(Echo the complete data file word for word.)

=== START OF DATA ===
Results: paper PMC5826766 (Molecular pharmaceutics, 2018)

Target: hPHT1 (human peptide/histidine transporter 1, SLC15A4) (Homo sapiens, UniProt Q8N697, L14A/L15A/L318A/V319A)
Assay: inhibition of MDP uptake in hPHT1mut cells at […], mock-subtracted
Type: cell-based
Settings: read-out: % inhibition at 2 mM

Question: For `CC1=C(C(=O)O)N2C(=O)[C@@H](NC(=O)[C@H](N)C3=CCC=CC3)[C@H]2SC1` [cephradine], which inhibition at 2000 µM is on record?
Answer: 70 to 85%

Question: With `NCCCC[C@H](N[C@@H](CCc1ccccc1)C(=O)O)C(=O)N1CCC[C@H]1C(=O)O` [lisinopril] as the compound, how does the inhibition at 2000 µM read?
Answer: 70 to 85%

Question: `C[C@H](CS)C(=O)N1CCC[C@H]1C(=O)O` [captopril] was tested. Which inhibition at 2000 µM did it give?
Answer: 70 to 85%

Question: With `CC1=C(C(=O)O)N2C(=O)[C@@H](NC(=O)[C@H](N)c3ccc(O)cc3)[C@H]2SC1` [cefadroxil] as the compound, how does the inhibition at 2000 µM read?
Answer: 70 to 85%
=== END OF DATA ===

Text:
Results: paper PMC5826766 (Molecular pharmaceutics, 2018)

Target: hPHT1 (human peptide/histidine transporter 1, SLC15A4) (Homo sapiens, UniProt Q8N697, L14A/L15A/L318A/V319A)
Assay: inhibition of MDP uptake in hPHT1mut cells at […], mock-subtracted
Type: cell-based
Settings: read-out: % inhibition at 2 mM

Question: For `CC1=C(C(=O)O)N2C(=O)[C@@H](NC(=O)[C@H](N)C3=CCC=CC3)[C@H]2SC1` [cephradine], which inhibition at 2000 µM is on record?
Answer: 70 to 85%

Question: With `NCCCC[C@H](N[C@@H](CCc1ccccc1)C(=O)O)C(=O)N1CCC[C@H]1C(=O)O` [lisinopril] as the compound, how does the inhibition at 2000 µM read?
Answer: 70 to 85%

Question: `C[C@H](CS)C(=O)N1CCC[C@H]1C(=O)O` [captopril] was tested. Which inhibition at 2000 µM did it give?
Answer: 70 to 85%

Question: With `CC1=C(C(=O)O)N2C(=O)[C@@H](NC(=O)[C@H](N)c3ccc(O)cc3)[C@H]2SC1` [cefadroxil] as the compound, how does the inhibition at 2000 µM read?
Answer: 70 to 85%